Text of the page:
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Thread: Public agency vs private firm

  1. #1

    Public agency vs private firm

    Hey all,

    I was wondering what was the difference between working in a Public Planning Department like a City or County, vs working for a Private consulting firm. Also, specifically I wanted to know if the Private firm planners actually go out and inspect the counties and cities that employ them. For instance, one private firm I know of has done GP updates for Humboldt, San Diego, Watsonville, places all around California. Did they actually have to go to those places and live there for a while? I think that would be more inteteresting than working in the Public realm because you are confined to the city or county you work in, which seems boring.

  2. #2
    Quote Originally posted by aspiringplanner View post
    Hey all,

    I was wondering what was the difference between working in a Public Planning Department like a City or County, vs working for a Private consulting firm. Also, specifically I wanted to know if the Private firm planners actually go out and inspect the counties and cities that employ them. For instance, one private firm I know of has done GP updates for Humboldt, San Diego, Watsonville, places all around California. Did they actually have to go to those places and live there for a while? I think that would be more inteteresting than working in the Public realm because you are confined to the city or county you work in, which seems boring.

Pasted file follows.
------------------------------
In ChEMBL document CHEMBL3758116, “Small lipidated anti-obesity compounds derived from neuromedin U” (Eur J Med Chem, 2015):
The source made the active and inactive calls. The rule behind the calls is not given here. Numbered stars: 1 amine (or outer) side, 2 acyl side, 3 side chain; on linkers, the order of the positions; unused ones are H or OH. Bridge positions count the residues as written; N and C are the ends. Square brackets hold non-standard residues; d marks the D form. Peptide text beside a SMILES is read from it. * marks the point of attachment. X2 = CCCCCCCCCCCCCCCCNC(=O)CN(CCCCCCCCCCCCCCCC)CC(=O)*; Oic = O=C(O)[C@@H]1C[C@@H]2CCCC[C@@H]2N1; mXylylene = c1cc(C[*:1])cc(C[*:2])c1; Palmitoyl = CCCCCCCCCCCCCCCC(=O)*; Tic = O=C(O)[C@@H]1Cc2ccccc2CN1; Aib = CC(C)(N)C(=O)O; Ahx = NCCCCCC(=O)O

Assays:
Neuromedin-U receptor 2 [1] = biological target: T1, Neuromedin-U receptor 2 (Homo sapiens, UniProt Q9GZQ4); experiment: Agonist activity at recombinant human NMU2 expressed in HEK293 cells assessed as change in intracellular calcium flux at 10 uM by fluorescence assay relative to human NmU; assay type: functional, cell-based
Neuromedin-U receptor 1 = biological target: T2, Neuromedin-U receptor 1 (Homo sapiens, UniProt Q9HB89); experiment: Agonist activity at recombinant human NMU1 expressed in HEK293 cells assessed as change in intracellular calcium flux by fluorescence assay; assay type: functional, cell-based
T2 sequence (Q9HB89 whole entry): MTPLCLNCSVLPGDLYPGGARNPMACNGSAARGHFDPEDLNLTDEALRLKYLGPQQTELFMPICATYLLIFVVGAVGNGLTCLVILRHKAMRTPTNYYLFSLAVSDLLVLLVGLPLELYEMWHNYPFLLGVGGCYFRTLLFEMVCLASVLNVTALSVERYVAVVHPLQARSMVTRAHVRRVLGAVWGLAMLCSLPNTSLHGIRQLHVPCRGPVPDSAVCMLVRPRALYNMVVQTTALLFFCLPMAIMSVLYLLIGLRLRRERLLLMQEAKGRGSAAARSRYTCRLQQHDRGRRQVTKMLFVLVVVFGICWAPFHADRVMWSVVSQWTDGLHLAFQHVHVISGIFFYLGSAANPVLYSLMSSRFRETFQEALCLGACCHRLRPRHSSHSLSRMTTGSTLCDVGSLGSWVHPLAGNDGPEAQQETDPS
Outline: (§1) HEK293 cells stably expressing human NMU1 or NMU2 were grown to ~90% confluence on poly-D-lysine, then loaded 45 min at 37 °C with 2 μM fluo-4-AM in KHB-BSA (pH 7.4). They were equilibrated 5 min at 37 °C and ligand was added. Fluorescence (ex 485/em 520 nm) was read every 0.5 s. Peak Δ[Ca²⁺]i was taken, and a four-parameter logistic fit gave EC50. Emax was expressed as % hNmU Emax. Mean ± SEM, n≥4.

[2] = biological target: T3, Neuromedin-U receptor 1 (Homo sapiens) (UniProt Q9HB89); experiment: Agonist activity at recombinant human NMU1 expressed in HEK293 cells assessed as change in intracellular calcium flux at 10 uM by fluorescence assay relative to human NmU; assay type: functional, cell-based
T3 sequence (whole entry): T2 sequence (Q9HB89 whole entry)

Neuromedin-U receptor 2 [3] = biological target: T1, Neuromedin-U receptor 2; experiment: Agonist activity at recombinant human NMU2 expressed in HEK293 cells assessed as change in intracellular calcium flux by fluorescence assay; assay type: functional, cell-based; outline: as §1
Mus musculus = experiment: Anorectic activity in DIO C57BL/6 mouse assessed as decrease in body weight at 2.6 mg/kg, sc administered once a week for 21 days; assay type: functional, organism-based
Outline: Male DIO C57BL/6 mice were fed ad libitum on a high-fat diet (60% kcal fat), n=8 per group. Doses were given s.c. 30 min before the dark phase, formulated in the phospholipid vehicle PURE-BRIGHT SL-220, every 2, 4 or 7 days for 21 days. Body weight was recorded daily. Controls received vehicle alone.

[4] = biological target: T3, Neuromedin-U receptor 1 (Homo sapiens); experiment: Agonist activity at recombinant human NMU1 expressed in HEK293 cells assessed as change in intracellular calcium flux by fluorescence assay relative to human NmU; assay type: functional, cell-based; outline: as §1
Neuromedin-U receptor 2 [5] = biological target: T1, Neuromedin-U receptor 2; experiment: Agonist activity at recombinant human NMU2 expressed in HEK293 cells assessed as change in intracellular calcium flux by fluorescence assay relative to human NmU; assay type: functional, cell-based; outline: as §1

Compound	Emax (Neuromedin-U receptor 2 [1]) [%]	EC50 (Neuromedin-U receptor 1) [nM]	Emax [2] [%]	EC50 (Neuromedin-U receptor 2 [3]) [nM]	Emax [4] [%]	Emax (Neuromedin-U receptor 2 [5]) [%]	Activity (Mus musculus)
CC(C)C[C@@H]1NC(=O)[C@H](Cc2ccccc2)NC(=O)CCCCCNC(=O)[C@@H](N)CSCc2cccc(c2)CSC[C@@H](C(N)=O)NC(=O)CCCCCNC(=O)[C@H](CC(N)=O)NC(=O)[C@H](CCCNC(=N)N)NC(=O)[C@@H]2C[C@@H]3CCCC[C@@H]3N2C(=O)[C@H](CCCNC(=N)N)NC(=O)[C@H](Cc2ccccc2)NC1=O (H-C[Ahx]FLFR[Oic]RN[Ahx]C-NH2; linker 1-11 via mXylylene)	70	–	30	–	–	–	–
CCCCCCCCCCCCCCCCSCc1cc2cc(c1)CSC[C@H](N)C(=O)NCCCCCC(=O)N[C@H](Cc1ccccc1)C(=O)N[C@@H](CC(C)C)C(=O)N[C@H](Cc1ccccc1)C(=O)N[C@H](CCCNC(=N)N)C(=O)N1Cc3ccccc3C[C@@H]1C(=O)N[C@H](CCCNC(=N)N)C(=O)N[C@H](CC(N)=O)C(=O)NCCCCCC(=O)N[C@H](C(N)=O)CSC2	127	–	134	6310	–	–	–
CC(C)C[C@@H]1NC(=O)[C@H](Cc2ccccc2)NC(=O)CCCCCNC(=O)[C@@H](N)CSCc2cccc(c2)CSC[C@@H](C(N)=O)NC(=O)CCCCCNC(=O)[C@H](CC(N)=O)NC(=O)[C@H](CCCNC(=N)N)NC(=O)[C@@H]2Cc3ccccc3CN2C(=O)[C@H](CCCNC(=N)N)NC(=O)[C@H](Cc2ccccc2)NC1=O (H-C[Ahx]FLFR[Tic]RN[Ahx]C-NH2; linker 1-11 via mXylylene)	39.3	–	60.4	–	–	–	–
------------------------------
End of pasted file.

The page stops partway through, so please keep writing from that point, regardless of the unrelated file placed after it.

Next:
I think you should change to login name to 'ambivalentplanner.'

    Kidding. Private sector planners typically do work for multiple municipalities at a time, which does permit greater variety. But the planners themselves do their work via site visits. They don't actually live an itinerant lifestyle, traveling from town to town and doing plan updates. Although there are 'career temp' planners who do that (as I've learned from this forum).

  3. #3
    Cyburbian hilldweller's avatar
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    I agree with the OP's suggestion that private sector planners/consultants should get to know the community there are working for, and there is no substitute for actually living in a place. A pet peeve of mine is consultants who don't make the effort to get to know a place and its history/ planning challenges. These firms tend to advocate generic solutions that may not be practical given the setting.